Election Candidates invited to Peckham

The Peckham Society, with Peckham Vision, has written to candidates for Mayor and Southwark/Lambeth Assembly candidates to ask:
“If you are elected, will you come to Peckham so that we:

  • can introduce you to Peckham’s historic town centre,
  • discuss how to ensure the protection of the historic buildings is well integrated into the plans for the tram project,
  • discuss how to utilise the protection of these historic assets to lever in external heritage funding for their rehabilitation and the regeneration of the town centre? … “

Read more …

Tram Depot could be located off Old Kent Road

Southwark News reports: ‘A Freedom of Information request has revealed that the depot for the Cross River Tram could end up just off the Old Kent Road.

Transport for London (TfL) had been reluctant to release the alternative sites which could park up to 48 trams, after an inspection of the favoured Peckham site stated that it should not house all the trams and that inspectors “..were not convinced that the site is the only feasible option for a single or principal tram depot.”.

The response to campaign group Peckham Vision showed that a site on Ilderton Road, near Millwall’s ground The Den, could be an alternative to the Peckham site and is so large it could house all the trams.

This week Brian Paddick, the Liberal Democrat candidate for Mayor, has also released plans to place an alternative tram route along Old Kent Road which will roughly follow the route of the current 453 bus to Deptford, and will connect with the Cross River Tram at Waterloo. Read more …

TfL have visited to look at Tram Scheme

A letter in Southwark News from Peckham Vision describing the walkabout on the tram loop route with TfL. The letter said:

“… This one-way single track loop does of course raise issues which need to be addressed, and examined, just as TfL’s own two-way double track proposals raise issues which need further examination. There are pluses and minuses of both ideas. But a double width track causes such minuses in some places, while in some places there are big pluses in the single track loop, in addition to getting the tram so much closer to Nunhead, Peckham Rye, East Dulwich and Peckham Rye station. All we have asked TfL to do is a thorough evaluation of these alternatives, and to publish their results…”

See full letter press cutting or Southwark News website.

The Peckham Tram Loop needs discussion with TfL

It has been reported (SLP 7th December) that TfL are rejecting the idea of a tram loop round Peckham town centre. Peckham Vision has asked Val Shawcross, the London Assembly Member for Southwark & Lambeth, to press the Mayor, Ken Livingstone, to intervene to get TfL to discuss the idea with the local community.

We are astonished that TfL appear to reject the idea without any discussion. During the TfL consultation on the route last December/January, TfL promised to come back to the local community to discuss particular details. Now they appear to be saying they will take decisions without any further discussions.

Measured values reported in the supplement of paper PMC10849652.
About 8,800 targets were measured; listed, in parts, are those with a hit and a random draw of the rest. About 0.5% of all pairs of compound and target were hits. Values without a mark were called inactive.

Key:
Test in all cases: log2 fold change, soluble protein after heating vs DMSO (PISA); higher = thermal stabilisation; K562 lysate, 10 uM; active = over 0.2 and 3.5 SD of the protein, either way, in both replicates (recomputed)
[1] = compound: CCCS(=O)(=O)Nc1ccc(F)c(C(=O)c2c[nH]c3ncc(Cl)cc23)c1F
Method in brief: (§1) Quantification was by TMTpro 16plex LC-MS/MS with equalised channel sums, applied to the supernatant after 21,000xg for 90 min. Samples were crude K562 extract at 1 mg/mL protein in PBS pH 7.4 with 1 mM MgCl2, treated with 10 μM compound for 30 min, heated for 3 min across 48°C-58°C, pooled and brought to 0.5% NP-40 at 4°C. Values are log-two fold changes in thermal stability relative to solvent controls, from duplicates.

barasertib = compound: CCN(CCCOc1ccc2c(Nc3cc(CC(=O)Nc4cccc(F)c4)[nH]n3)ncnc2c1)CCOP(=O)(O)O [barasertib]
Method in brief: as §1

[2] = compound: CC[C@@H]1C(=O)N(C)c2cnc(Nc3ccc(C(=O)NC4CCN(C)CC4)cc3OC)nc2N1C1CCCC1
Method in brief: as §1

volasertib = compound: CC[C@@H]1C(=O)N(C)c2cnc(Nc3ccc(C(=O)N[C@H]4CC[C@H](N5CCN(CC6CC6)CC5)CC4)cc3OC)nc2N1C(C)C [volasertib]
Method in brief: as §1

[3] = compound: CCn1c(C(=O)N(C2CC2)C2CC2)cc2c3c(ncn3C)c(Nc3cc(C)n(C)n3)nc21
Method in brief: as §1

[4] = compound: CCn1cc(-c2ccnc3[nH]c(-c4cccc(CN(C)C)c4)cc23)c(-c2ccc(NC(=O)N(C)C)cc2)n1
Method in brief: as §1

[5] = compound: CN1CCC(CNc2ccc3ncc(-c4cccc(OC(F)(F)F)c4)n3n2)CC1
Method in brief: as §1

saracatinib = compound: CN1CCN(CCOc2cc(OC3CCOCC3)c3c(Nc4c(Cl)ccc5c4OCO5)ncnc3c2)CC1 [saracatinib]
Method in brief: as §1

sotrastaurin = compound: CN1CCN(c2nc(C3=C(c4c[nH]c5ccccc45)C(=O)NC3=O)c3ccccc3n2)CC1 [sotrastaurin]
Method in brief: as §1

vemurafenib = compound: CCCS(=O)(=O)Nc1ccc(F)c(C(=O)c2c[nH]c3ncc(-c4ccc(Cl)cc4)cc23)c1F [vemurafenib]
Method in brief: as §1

They are reported as saying they reject it because it would cross the High St in two places, it is longer than the TfL route, and it would share more road space with other vehicles. But:

  • The number of tram crossings would be the same with the TfL and the loop proposals – two crossings of the High St. The impact on traffic might even be less with the loop as the number of tram movements in one place would be halved.
  • The relatively small extra route length would bring the tram in walking distance of thousands more people in Nunhead, Peckham Rye & East Dulwich, and bring it directly outside Peckham Rye station.
  • The benefits of the single-track compared with the double-track might outweigh the greater road sharing – half the number of trams on more roads might have less impact on traffic.
  • Southwark Council have asked TfL to investigate it. TfL can’t do that properly without discussions on the ground with local people who are familiar with the streets concerned, and with the proposal. Even better variations on the idea might emerge from such constructive local discussions.
  • This idea really deserves thorough discussion with TfL on the ground.

Tram is not loopy

Article in South London Press:

“Members of campaigning group Peckham Vision have called for the proposed Cross River Tram (CRT), which is set to terminate in Peckham, to instead run on a circle line-style route through the area. The group’s latest newsletter calls for the change, saying running two tracks alongside each other would cause “great difficulties” in the area’s crowded streets and a single track circular route would be less disruptive. Eileen Conn, a member of Peckham Vision, said: “A one-way system seems to work well in Croydon town centre.” A single track would be much less disruptive than a double track.

Read more…